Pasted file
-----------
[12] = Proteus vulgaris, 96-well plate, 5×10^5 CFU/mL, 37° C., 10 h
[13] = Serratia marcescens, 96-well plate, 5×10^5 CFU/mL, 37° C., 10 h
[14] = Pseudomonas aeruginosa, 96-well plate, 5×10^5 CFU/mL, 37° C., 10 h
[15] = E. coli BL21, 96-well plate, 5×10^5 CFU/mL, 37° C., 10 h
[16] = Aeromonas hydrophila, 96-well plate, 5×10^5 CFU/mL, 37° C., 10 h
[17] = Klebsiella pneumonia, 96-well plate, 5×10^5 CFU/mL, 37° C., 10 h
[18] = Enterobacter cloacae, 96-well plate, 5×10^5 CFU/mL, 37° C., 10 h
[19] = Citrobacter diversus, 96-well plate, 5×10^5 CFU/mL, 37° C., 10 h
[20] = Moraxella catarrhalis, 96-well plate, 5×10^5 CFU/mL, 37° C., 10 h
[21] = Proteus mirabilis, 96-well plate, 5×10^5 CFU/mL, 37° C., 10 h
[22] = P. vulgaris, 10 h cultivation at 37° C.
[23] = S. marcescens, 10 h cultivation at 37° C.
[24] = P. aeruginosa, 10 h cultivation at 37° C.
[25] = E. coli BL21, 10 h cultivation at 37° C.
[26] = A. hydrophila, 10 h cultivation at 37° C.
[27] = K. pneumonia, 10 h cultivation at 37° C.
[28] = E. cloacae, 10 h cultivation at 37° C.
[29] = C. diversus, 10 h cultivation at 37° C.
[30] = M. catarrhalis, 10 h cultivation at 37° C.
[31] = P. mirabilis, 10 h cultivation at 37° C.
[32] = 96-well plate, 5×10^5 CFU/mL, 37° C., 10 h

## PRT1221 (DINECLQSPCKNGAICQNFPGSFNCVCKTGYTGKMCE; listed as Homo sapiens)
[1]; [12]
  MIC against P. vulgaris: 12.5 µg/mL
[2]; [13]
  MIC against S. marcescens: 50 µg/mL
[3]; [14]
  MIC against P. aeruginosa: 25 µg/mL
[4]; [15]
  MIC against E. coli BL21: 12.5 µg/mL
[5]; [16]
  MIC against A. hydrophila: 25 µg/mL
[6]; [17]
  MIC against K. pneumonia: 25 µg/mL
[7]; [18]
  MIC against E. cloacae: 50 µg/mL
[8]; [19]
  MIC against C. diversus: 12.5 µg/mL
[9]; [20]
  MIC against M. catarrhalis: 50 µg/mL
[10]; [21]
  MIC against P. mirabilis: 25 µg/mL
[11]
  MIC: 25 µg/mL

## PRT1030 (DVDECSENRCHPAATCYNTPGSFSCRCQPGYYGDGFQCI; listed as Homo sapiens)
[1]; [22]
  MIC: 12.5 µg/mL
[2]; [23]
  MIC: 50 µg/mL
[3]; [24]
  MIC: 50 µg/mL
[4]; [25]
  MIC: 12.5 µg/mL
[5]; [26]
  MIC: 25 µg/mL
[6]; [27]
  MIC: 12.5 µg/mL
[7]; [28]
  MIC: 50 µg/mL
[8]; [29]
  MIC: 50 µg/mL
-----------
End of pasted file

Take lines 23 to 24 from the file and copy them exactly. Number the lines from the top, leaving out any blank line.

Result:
[1]; [12]
  MIC against P. vulgaris: 12.5 µg/mL